Come for a walk in Christopher Columbus Park and enjoy a fleetingly fragrant experience of honey, vanilla and citrus as the Park’s five Little Leaf Linden trees come into bloom.
These lovely trees with heart-shaped leaves are distinctive with a rich symbolic history stretching back over a thousand years. Villagers in the German and Norse countries gathered and even danced under the Linden and considered the ‘Tree of Love’ a source of wisdom, love, fidelity, fertility and truth. In German folklore, people could not tell a lie while standing under a Linden tree. Folklore has echoes into modern times.
In the historic heart of Berlin an extensive boulevard and pedestrian way, Unter Den Linden, is lined by 1,000 Linden trees. The original trees were planted in the 17th century. Likewise, from medieval times poets and musicians collaborated to celebrate the Linden. The flowers were considered therapeutic and even today Linden flower products including tea, honey, and salves are available. Sometimes a tree is not just another tree.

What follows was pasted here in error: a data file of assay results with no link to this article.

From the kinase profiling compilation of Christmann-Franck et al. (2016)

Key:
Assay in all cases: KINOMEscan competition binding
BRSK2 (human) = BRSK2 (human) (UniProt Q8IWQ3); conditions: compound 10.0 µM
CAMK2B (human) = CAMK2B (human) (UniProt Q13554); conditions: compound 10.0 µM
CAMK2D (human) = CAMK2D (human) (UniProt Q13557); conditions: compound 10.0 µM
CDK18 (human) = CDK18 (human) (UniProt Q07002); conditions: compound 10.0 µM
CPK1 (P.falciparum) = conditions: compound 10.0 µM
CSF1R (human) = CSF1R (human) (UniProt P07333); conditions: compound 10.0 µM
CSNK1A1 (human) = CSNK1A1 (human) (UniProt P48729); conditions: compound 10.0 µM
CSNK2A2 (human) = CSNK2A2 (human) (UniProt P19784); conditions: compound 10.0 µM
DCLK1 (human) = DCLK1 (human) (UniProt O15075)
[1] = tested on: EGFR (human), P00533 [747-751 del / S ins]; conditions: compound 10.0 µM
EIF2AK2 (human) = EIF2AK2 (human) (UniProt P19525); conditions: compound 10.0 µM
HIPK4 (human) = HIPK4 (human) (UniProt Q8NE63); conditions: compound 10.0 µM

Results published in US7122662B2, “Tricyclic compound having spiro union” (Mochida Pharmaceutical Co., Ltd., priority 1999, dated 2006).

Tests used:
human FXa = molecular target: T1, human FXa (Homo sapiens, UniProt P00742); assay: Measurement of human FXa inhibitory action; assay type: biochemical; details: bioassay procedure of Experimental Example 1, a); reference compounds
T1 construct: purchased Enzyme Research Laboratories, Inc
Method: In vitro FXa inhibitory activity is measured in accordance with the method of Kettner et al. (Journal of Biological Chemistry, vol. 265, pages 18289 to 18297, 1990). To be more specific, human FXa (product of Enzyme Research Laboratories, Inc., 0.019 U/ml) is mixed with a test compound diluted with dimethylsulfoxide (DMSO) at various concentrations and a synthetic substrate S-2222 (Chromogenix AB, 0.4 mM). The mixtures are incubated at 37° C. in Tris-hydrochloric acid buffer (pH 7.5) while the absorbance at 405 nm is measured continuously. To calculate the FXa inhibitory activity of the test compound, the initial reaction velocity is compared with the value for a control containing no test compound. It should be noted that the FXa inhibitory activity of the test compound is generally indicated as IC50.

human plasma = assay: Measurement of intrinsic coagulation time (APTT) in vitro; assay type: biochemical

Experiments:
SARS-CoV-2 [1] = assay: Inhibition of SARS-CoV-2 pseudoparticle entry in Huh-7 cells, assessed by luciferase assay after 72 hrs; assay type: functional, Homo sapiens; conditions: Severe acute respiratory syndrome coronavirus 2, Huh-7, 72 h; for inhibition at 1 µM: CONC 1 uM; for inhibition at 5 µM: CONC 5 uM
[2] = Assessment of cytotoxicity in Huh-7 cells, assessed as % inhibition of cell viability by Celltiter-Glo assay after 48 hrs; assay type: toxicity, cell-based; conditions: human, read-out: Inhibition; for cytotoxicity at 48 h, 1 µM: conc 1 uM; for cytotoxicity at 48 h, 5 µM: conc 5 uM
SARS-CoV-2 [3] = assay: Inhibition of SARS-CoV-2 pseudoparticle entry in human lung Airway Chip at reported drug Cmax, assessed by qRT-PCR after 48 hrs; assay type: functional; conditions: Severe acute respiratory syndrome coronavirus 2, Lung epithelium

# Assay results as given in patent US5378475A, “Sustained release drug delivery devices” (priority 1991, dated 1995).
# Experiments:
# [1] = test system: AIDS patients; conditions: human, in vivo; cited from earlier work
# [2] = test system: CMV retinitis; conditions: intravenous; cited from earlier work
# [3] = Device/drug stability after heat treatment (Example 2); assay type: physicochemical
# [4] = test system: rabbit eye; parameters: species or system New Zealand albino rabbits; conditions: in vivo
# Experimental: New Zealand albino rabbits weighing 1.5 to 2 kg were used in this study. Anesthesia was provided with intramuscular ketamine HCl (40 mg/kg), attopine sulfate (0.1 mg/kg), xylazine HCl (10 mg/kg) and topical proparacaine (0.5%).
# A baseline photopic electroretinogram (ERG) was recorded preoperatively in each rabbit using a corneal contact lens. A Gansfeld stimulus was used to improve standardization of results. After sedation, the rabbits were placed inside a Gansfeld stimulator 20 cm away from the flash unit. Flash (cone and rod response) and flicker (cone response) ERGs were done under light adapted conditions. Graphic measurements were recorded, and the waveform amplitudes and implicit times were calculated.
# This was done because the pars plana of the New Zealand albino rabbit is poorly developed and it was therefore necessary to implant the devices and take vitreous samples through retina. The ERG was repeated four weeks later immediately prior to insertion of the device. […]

Given the need to socially distance, the Friends of Christopher Columbus Park (FOCCP) is not planning a public gathering near the trees, but encourages everyone to come on their own to stand under the trees, inhale the flowers’ scent and take a restorative moment. Depending on the amount of rain, the aroma can last from one to three weeks. If you miss the peak bloom time, you can still stand by the trees and reflect on the Linden’s rich history.
Make it a treasure hunt. Use these photos to locate the five trees. Hint: Green bows will lead you there!
The Friends of Christopher Columbus Park cares for the Lindens and all the trees in the park. Joanne Hayes-Rines, FOCCP President says, “The trees in Columbus Park provide wonderful shade on hot summer days and we care for them every year. This year, for example, we’ll have a landscaping company prune and fertilize more than 20 trees, including the large oaks along the trellis. Also, the birch trees near the shed will get a soil injection to treat a blight that is causing the trees to lose their leaves. FOCCP spends an average of $7,000 a year on planting new trees and caring for existing ones.”
The care of the trees and all of the other many FOCCP projects are only possible because of member support. Please consider becoming a member (foccp.org/membership) or a sponsor (foccp.org/corporate-sponsorship). Together We Are Part of Something Bigger! Thank you and enjoy your Park!
Photo credits to Meredith Piscitelli, Terese O’Connell, and arbordayblog.com